The Internet suggestions enraged Schultz, who says he was always physically disgusted by his brother's murderer.
"I don't want the LGBT community to come down on me," Schultz explained. "The fact that he's male is insignificant. He could be female and I'd be just as offended. You know how people get with their own number — like if you're a 10, you get with a 10? He's a 1."
So in that hotel room in Manila, Schultz believed Miller had broken their deal. Stuck in a foreign country, he couldn't reach anyone except through the Internet. So he started tweeting.
"I felt bad for Mark," Miller said in a phone call this week. "Having witnessed the polarities of his emotion in the past and seeing him experience backlash when he acted out, I was really sorry that he said things he was going to regret."
Sure enough, Schultz apologized in a barrage of tweets just a couple of weeks later.
"#Foxcatcher is a miracle. I'm sorry I said I hated it. I love it. I love my interpretation and will ignore the haters. I'm never getting mad"
— Mark Schultz (@MarkSchultzy) Jan. 15, 2015
From the moment filming got underway in Pennsylvania in 2012, Schultz and the "Foxcatcher" team butted heads. On set, Tatum has said, Schultz could be a distraction. He often made suggestions to Miller about how to correct inaccuracies in certain scenes — and not in a hushed tone.
"It was an issue," Schultz admitted, sitting in a recliner in his living room. After a few days, he says he was told he could stay, but only if he paid for his own hotel room. "Here's a multimillion-dollar company telling me I'm going to have to pay for myself. That's code for: 'Time to leave.'"
He wanted to "exercise his influence," Miller said, and that caused tension.
"He would cycle through being really collaborative and trusting, and then he wanted to grab the wheel," the filmmaker said. "It just wasn't appropriate. There's no disrespect in that. So I said I thought it was best if we didn't extend his trip."
Schultz was disappointed, but that didn't last long. Last May, he said, producer Megan Ellison bought him a tuxedo and flew him first-class to the south of France for Cannes. When the film received a standing ovation at its premiere, Miller pulled a teary-eyed Schultz in front of the crowd. He walked the red carpet, posing with Tatum.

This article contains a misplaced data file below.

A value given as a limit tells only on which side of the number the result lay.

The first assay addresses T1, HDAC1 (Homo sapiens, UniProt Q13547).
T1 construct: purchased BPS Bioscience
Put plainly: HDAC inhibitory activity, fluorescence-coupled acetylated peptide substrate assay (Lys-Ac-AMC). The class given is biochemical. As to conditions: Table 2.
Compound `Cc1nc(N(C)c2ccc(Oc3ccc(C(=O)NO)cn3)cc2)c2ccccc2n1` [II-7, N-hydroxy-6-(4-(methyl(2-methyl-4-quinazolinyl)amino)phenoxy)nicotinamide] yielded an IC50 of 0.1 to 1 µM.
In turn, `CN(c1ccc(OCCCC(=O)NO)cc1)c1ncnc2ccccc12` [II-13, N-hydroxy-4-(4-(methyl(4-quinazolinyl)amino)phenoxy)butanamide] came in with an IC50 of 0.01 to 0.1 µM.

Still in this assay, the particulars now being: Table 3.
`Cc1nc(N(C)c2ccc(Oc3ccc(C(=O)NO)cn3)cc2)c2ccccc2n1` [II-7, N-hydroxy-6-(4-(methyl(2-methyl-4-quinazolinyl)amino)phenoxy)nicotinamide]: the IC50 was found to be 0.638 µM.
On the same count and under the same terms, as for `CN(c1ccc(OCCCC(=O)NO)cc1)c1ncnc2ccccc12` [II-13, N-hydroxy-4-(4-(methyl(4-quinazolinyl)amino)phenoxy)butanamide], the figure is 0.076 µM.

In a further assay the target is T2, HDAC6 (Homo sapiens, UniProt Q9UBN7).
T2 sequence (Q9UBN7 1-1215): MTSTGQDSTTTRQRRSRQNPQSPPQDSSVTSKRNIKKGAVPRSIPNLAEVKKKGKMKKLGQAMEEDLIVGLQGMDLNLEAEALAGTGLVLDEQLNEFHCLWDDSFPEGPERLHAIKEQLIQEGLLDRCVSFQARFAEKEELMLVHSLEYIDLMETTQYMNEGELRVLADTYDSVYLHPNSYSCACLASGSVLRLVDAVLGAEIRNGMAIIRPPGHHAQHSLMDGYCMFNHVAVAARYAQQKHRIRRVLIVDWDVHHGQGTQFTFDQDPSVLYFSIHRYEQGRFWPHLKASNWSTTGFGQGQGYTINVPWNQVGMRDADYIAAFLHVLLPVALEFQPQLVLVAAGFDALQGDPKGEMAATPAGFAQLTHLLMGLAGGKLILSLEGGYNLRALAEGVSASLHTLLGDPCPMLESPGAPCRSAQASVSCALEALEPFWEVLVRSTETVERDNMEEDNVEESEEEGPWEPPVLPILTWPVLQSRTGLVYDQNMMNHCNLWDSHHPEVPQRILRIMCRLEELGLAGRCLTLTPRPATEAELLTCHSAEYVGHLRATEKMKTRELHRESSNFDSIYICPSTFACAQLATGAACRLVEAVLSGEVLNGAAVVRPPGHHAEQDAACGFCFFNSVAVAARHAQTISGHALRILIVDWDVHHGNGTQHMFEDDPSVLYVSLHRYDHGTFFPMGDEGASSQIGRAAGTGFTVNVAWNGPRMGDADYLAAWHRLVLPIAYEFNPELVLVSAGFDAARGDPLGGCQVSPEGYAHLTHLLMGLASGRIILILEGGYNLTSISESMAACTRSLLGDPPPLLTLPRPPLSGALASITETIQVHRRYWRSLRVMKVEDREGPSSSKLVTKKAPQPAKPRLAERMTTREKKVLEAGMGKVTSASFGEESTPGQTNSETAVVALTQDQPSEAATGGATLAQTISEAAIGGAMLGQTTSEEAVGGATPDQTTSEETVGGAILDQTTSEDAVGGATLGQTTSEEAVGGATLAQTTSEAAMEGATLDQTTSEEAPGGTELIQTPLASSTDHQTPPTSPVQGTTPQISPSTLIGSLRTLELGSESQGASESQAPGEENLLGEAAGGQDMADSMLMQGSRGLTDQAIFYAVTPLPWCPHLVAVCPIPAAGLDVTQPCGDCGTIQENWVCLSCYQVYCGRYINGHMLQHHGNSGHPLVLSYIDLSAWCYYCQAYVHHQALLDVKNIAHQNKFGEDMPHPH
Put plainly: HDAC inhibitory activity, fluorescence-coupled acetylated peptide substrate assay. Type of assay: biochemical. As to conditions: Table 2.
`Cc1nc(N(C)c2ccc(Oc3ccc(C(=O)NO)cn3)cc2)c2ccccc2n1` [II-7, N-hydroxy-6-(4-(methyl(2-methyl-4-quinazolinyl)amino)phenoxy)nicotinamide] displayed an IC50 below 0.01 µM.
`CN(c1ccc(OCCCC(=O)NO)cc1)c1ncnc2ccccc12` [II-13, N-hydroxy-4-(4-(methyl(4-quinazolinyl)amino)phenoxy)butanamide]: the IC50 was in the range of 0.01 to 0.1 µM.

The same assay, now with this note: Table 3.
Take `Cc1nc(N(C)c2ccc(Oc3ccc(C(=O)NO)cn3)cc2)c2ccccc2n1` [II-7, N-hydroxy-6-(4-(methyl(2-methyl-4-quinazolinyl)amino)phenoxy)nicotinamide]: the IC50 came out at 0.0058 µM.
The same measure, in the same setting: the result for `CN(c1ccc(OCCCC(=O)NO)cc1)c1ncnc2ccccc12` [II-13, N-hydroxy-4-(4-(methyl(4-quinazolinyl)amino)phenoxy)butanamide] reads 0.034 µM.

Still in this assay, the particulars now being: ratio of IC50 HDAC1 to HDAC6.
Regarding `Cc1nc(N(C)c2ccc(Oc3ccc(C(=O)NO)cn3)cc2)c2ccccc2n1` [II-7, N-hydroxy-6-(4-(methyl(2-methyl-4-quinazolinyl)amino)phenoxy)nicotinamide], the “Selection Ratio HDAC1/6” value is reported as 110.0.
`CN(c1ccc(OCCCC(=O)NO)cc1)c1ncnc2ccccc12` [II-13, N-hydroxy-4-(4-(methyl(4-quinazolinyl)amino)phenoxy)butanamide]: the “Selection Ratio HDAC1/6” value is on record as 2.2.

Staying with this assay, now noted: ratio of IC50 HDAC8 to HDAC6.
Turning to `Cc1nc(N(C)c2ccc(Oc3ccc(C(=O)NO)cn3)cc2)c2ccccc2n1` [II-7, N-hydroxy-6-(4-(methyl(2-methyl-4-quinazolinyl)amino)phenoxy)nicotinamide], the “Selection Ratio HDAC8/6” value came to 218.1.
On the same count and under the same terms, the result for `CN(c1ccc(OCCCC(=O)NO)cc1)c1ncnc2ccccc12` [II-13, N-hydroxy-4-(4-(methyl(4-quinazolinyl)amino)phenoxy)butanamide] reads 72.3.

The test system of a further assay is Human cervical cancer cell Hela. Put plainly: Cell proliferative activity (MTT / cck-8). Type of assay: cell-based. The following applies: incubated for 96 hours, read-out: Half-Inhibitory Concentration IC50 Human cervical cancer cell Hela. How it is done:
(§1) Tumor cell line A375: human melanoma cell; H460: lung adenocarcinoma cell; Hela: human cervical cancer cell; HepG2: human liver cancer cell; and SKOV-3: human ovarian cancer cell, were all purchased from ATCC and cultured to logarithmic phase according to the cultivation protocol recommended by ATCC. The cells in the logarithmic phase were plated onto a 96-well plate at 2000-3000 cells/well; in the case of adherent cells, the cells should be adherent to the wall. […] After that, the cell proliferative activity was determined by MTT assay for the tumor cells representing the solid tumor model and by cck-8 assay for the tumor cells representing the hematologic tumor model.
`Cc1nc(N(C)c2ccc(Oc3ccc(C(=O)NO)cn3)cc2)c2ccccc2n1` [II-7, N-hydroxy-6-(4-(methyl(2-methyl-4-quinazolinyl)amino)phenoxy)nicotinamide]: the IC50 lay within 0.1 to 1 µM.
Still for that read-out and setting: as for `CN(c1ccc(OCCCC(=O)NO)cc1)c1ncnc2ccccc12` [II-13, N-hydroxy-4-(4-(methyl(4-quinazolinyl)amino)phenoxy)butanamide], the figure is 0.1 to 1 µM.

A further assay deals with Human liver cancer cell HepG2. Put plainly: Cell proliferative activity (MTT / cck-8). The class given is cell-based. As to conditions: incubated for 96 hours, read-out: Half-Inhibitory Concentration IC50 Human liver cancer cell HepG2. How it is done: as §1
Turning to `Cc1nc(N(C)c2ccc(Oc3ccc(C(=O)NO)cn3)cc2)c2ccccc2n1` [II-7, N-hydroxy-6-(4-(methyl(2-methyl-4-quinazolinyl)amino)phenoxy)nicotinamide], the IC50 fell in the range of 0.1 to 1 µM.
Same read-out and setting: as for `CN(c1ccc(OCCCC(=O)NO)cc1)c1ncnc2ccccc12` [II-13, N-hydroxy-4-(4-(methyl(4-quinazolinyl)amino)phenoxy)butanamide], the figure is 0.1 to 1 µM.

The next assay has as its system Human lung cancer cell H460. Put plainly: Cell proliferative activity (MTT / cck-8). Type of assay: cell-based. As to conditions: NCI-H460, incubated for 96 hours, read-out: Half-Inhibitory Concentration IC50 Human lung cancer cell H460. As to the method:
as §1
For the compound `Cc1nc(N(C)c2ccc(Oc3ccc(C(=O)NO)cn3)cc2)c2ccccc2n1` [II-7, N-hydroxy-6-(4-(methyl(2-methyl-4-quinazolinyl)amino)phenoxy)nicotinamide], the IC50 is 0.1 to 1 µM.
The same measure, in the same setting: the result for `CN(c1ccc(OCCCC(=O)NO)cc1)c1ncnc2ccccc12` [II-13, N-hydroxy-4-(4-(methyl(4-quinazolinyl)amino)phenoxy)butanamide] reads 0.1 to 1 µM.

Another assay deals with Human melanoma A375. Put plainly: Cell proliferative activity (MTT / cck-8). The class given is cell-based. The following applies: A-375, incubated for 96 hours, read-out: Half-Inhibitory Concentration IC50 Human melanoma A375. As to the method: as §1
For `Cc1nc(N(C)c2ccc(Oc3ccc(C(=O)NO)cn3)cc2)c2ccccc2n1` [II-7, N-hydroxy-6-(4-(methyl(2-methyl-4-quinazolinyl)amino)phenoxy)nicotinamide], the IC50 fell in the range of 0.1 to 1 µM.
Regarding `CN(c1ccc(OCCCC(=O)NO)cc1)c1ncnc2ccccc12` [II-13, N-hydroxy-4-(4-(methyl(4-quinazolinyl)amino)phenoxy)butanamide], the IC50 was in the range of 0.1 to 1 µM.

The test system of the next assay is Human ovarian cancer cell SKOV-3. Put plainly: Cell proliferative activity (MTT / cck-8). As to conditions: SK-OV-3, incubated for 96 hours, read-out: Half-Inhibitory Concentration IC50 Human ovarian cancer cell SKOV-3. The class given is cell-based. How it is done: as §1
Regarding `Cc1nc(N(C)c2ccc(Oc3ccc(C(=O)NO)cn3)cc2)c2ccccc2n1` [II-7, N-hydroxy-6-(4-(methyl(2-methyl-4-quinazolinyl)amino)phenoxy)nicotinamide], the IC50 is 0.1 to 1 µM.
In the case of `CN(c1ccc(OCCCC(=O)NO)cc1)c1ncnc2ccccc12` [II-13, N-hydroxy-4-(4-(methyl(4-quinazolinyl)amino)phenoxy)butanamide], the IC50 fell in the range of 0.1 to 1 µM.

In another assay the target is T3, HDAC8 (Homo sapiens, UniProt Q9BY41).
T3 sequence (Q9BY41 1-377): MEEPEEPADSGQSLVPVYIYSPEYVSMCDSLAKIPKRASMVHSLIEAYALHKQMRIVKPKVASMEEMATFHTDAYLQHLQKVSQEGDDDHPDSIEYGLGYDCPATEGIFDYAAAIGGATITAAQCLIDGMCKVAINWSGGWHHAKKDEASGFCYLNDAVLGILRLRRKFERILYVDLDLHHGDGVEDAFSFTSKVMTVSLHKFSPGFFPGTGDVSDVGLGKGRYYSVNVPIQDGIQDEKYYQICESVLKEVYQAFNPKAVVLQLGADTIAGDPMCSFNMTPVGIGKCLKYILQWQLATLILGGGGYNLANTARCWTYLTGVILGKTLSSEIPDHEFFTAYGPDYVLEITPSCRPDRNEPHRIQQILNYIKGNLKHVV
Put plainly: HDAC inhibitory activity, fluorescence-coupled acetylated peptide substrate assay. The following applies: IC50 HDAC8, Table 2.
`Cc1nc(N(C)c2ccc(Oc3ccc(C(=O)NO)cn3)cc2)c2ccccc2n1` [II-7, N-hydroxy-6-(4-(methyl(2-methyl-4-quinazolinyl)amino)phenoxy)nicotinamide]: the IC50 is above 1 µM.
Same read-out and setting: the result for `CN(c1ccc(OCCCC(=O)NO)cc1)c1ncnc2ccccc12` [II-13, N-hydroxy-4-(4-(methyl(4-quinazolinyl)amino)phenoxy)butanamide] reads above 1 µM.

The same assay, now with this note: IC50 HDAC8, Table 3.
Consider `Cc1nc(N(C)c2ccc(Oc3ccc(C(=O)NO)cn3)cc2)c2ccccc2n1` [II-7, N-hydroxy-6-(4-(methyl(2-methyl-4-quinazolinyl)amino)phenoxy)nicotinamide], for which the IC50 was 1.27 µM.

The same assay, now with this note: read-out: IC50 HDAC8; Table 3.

But a few months later, at the Toronto International Film Festival, Schultz came under scrutiny again. He was reprimanded for "rushing" seats reserved for the film's talent at the "Foxcatcher" screening. According to one source close to the film, at a party held in the film's honor he began a conversation with 78-year-old actress Vanessa Redgrave by saying he might have to excuse himself due to "explosive diarrhea."
"Bennett Miller kept telling me I need to be a team player," Schultz said. "But I didn't feel like a member of any team. I felt like I was the enemy, in a way."
Schultz keeps his three most important medals at his mom's house, down the road. They're smushed into what looks like an old check box labeled with a Sharpie: "OLYMPIC WORLD MEDALS."
"This has to be welded back on," said Schultz's mom, Jean Saint Germain, holding up the ribbon that had broken off his gold medal from the 1985 World Championships. "Yeah, we should take it to a jeweler," Schultz agreed.
He went outside to put the medals in his truck. His mother picked up her dachshund, Winston, and carried him out to her deck.
"Mark keeps to himself a lot. More than I would like," she said. "But he's been through a lot. I think the thing I feel saddest about when I see the movie is not David's death — although that kills me every time — it's how cruelly Mark was treated and how badly he was taken advantage of. Destroyed, as he says."
Schultz said goodbye to his mother and started driving on Dark Hollow again. In the car, he started talking about his speaking gigs. Companies hire him to talk to their employees about overcoming adversity. He's been working with a coach and is already making about $8,000 per speech. Afterward, he says, people come up to him and give him compliments.
In fact, he has a gig lined up for this Sunday, the day of the Oscars. But he has an out in case he has to cancel. (Miller said he was working hard to get Oscar tickets for Schultz.)
"Of course it would be nice to go — especially when there's a film nominated about your life story," he said. "But if they don't want to bring me, that's their prerogative and they can live with that. I could go down there and crash the place. I might do that. How are they gonna keep me out?"